Virus Detection with Message Digests

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Files stored in a computer are simply streams of numbers. A text file, for instance, has a number for each letter or number in the text; a graphic file has a number for each element of colour. Computer programs are also files: each number tells the computer to perform a function like adding two numbers together, or storing a number in another file.

The problem is that, because programs are just files like any other files, they can be changed: certain numbers modified, or new streams added in the middle of the file. This is one way in which viruses are able to infect a file; they may add to a program file, and the next time that program is run, the virus is executed and performs the functions it was designed to do.

One of the best ways to alleviate this is to use a technique known as the 'message digest': a number which describes the entire contents of a file. A simple example would be an algorithm like the following:

If each letter of the alphabet is assigned a number, A being 1, B being 2 and so forth, it's possible to add all the letters in a text file together, to obtain a "check-sum"; a sum of the contents of the file, which can be used to check it. As an example, HELLO WORLD would add up to 127.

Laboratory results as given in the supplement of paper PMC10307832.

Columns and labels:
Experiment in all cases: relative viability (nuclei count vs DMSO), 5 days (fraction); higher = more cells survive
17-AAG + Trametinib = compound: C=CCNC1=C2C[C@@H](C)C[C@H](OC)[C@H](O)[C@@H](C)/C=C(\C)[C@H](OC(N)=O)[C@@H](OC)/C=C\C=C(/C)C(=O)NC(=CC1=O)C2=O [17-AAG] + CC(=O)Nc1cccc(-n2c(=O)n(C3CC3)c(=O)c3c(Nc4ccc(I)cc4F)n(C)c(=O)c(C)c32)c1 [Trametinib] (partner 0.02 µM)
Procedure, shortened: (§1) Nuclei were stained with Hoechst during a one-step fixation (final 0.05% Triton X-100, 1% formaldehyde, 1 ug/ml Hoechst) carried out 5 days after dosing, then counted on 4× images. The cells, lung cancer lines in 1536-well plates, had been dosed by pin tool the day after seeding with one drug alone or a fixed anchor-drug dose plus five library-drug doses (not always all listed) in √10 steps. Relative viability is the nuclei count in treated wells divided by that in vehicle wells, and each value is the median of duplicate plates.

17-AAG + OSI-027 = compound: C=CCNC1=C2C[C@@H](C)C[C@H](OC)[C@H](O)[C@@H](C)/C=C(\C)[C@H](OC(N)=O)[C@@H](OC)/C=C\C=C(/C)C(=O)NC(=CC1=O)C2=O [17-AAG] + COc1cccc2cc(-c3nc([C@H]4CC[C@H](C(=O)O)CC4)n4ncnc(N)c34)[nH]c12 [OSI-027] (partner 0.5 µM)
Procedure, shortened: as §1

One of the problems with this simplest example of message digest algorithm is that the space could be removed entirely, and the checksum would be the same; also, the message could be changed and more content added, as long as the total of all the letters was still 127. As a result, more complex algorithms have been developed to take these issues into account.

When these methods are used on a program file, they generate a number which is unique to the combination of numbers within that file. If anything changes, like an instruction being changed or instructions being added by a virus, the digest number will change.

This can be used to detect viruses every time a program is run. The process is relatively simple: when the program is first installed, a digest is generated based on that program file. Every time the program is used, the digest is again calculated, and if the numbers differ, some outside agent has changed the file.

One of the most popular implementations of this system is used inside Windows, known as File Protection; it's used on files which are important to the system, such as device drivers. If Windows detects that one of the files has a different digest to that which it knows about, the user will be alerted to the fact that a system file has been changed. Many other systems are also in place in other software packages to perform similar functions.